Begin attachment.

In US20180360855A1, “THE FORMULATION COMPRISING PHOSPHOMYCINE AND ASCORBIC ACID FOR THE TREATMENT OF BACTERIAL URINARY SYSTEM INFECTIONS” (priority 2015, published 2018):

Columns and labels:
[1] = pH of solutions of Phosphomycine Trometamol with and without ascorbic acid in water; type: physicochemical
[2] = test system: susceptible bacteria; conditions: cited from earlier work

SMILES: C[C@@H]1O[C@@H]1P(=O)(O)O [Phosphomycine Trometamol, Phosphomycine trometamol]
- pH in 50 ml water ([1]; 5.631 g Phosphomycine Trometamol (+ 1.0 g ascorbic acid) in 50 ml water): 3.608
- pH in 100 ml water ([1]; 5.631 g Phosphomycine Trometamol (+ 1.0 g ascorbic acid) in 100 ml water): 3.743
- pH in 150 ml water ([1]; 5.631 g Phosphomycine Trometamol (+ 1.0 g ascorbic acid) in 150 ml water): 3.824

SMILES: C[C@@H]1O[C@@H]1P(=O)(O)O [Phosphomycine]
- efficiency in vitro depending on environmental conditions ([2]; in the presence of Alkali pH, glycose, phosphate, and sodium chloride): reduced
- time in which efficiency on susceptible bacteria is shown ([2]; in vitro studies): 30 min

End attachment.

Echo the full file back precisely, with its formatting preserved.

In US20180360855A1, “THE FORMULATION COMPRISING PHOSPHOMYCINE AND ASCORBIC ACID FOR THE TREATMENT OF BACTERIAL URINARY SYSTEM INFECTIONS” (priority 2015, published 2018):

Columns and labels:
[1] = pH of solutions of Phosphomycine Trometamol with and without ascorbic acid in water; type: physicochemical
[2] = test system: susceptible bacteria; conditions: cited from earlier work

SMILES: C[C@@H]1O[C@@H]1P(=O)(O)O [Phosphomycine Trometamol, Phosphomycine trometamol]
- pH in 50 ml water ([1]; 5.631 g Phosphomycine Trometamol (+ 1.0 g ascorbic acid) in 50 ml water): 3.608
- pH in 100 ml water ([1]; 5.631 g Phosphomycine Trometamol (+ 1.0 g ascorbic acid) in 100 ml water): 3.743
- pH in 150 ml water ([1]; 5.631 g Phosphomycine Trometamol (+ 1.0 g ascorbic acid) in 150 ml water): 3.824

SMILES: C[C@@H]1O[C@@H]1P(=O)(O)O [Phosphomycine]
- efficiency in vitro depending on environmental conditions ([2]; in the presence of Alkali pH, glycose, phosphate, and sodium chloride): reduced
- time in which efficiency on susceptible bacteria is shown ([2]; in vitro studies): 30 min